In his meticulously researched and enlightening book, distinguished physician, Abramson states during the past four decades, pharmaceutical corporations have manipulated and hidden sources of information doctors once trusted and depended upon to make medical decisions, such as medical journals, data, educational conferences, and lectures. Beginning in the 1990s, drug companies took control of clinical trials from academic medical centers. Abramson documents the pharmaceutical industry’s unconscionable deception and manipulation of data in order to obtain FDA approval for their drugs, and to market their drugs to consumers and medical professionals, in their egregious pursuit of increasing profits. 

He discovered, “serious and life-threatening discrepancies between the supposedly trustworthy scientific evidence published in the world’s most respected medical journals and the actual data that drug-makers submitted to the FDA as summarized in FDA officers’ reports, which has just started to be posted on the internet.” 

“Big Pharma funds the majority of clinical trials and consequently controls the research and withholds the real data from those trials as corporate secrets. As such it also controls most of the information relied upon by health care professionals.” 

Peer reviewers charged with ensuring the accuracy and completeness of the clinical trial reports published in medical peer reviewed journals do not have access to raw or complete data, and must rely on the drug manufacturer summaries. This also applies to the authors of the clinical practice guidelines that define our standards of care. In addition, drug company funding has made these once trusted sources dependent on them.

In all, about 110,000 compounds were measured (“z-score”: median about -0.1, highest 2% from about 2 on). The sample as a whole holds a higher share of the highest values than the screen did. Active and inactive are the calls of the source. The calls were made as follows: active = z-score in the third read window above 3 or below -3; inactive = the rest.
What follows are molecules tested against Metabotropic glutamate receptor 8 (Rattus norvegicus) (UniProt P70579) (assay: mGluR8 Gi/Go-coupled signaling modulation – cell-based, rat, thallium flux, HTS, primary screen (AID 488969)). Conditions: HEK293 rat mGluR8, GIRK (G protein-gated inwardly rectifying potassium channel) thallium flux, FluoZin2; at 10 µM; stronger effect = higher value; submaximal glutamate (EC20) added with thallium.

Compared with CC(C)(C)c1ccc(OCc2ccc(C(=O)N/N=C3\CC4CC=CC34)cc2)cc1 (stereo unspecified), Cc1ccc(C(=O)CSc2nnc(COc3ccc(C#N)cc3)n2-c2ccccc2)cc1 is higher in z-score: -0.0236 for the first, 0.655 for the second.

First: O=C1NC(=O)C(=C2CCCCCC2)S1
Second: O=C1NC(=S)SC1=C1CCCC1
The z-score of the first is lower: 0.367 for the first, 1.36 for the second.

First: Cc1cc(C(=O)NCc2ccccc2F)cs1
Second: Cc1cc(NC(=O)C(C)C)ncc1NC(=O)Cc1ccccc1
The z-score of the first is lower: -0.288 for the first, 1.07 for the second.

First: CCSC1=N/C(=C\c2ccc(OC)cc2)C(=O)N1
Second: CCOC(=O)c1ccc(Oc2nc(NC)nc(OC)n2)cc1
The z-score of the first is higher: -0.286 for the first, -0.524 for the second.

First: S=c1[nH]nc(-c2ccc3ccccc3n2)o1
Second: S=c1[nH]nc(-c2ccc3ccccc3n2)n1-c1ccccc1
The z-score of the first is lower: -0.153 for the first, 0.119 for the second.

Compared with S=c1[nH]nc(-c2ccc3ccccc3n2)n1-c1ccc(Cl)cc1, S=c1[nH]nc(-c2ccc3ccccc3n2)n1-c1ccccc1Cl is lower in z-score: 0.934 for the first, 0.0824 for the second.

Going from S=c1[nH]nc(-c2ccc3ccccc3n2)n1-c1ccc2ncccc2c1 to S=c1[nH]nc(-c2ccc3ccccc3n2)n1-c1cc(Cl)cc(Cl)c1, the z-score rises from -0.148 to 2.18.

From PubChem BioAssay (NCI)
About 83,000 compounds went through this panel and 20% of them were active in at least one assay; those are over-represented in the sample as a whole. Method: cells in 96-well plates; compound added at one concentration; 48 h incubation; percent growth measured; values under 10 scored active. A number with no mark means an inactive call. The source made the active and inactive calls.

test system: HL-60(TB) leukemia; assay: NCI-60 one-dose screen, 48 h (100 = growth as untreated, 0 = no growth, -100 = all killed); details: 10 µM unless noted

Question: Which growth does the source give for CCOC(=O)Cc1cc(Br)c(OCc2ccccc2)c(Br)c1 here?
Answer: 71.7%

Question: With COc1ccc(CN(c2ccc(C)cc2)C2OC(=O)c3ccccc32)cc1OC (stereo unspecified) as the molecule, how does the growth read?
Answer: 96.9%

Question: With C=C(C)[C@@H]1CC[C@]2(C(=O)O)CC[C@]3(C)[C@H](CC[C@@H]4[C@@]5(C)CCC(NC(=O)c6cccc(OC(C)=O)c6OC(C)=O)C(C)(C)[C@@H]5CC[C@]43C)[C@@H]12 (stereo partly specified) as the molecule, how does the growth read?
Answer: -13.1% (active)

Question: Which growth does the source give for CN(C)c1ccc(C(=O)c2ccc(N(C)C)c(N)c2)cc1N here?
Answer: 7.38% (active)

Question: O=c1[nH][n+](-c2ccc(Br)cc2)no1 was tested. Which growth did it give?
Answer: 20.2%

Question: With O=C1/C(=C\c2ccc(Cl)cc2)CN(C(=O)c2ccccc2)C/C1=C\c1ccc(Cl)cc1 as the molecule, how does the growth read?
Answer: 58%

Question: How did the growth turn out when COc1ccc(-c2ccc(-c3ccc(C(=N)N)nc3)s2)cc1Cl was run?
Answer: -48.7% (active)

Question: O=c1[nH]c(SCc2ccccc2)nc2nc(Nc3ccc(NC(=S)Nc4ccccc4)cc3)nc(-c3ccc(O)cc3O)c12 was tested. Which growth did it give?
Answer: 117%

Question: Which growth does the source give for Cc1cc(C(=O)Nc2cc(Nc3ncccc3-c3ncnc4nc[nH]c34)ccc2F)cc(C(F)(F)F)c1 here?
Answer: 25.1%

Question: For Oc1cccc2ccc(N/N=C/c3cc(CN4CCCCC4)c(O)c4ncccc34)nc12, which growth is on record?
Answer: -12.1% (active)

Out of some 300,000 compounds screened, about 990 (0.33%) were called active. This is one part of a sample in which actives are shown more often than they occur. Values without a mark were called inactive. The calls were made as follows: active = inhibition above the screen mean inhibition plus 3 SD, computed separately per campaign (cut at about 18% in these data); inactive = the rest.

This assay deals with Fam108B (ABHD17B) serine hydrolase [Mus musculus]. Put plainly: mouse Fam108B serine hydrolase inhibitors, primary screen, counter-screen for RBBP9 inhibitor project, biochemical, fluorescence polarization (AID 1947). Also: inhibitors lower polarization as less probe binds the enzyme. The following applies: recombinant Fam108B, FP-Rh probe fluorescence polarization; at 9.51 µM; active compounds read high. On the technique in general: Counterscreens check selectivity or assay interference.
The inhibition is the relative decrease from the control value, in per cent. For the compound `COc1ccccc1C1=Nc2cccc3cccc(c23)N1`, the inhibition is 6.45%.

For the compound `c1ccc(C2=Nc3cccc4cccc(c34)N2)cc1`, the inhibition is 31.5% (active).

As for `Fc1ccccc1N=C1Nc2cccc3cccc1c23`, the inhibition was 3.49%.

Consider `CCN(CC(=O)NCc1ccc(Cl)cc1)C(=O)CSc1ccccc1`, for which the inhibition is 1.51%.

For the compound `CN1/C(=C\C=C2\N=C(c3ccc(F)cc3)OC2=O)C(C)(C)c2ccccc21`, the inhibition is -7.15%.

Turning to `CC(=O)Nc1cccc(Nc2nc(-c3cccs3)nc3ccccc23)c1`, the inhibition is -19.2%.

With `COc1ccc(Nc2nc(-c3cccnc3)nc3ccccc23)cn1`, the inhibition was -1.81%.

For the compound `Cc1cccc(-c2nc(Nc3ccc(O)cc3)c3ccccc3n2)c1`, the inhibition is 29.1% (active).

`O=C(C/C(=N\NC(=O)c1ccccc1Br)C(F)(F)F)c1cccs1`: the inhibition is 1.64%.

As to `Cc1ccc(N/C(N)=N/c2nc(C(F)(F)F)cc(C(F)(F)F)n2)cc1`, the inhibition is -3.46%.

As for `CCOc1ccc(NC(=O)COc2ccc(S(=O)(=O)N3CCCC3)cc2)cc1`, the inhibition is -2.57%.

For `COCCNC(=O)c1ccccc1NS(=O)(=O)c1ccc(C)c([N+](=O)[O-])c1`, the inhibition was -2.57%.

The following matters are just some of the subjects the author discusses: 

  • “The Purdue Pharmaceutical Company and its owners, the Sackler Family, have paid out billions of dollars in legal settlements, after deploying sales personnel to mislead physicians into believing that OxyContin was not an addictive opioid. They deceived physicians about every aspect of their safety and efficacy.” They pled guilty to a felony charge regarding false claims that OxyContin was less addictive than other pain medications, and for defrauding physicians and consumers. (Readers may be interested in reading Patrick R. Keefe’s excellent Empire of Pain: The Secret History of the Sackler Dynasty, which specifically details the formidable offenses, and Drug Companies & Doctors: A Story of Corruption by Marcia Angell. Angell was the editor of the esteemed New England Journal of Health for 20 years. She wrote, “It is simply no longer possible to believe much of the clinical research that is published, or to rely on the judgment of trusted physicians or authoritative medical guidelines. I take no pleasure in this conclusion, which I reached slowly and reluctantly over my two decades as an editor of The New England Journal of Medicine.”
  • The largest settlement Pfizer ever paid was $2.3 billion dollars in the Bextra Case. The fine, which was a criminal fine, was $1.195 billion. Pfizer pled guilty to a felony for marketing the arthritis drug “with the intent to defraud or mislead.” Abramson knows what Pfizer did wrong, but he can’t tell because he signed a confidentiality agreement. “Pfizer’s behavior was in my opinion so outrageous, that I picked up the phone and called the Department of Justice, and said, I know a lot about this drug, but I can’t tell you because I signed a confidentiality agreement as an expert.” He was subsequently subpoenaed by the DOJ and the FBI to meet with them regarding what Pfizer did wrong. “Six months later I read in the newspaper that the Department of Justice had found the company had committed a felony and they were dealt the largest fine in U.S. history.”